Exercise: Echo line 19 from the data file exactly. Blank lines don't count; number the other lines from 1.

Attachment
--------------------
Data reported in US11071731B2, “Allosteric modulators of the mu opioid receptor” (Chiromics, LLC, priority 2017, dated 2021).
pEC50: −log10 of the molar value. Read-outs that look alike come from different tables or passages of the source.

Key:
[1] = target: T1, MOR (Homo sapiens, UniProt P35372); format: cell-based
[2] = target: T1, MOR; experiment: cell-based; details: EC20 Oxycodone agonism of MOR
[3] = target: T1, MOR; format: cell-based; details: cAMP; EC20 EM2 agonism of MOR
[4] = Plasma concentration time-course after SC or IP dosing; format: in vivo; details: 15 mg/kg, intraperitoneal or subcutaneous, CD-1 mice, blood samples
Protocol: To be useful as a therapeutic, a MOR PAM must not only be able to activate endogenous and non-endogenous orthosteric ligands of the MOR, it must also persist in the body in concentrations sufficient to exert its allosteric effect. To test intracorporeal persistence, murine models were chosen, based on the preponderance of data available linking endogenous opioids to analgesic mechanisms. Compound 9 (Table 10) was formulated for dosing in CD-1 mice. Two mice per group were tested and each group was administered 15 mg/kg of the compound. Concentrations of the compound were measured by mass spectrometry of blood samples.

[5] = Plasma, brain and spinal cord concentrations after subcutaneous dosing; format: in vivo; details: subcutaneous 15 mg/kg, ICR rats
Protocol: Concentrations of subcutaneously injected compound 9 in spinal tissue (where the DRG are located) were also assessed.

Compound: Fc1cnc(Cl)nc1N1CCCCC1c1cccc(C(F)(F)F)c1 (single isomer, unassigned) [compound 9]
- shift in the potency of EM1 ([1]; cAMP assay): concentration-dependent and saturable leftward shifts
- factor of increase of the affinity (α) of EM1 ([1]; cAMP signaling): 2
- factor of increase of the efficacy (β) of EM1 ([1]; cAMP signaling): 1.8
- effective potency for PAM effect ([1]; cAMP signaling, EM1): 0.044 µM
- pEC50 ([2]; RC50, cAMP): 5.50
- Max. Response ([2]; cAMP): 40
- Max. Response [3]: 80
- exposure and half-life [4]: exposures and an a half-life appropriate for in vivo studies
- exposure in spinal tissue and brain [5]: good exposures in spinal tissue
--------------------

- exposure and half-life [4]: exposures and an a half-life appropriate for in vivo studies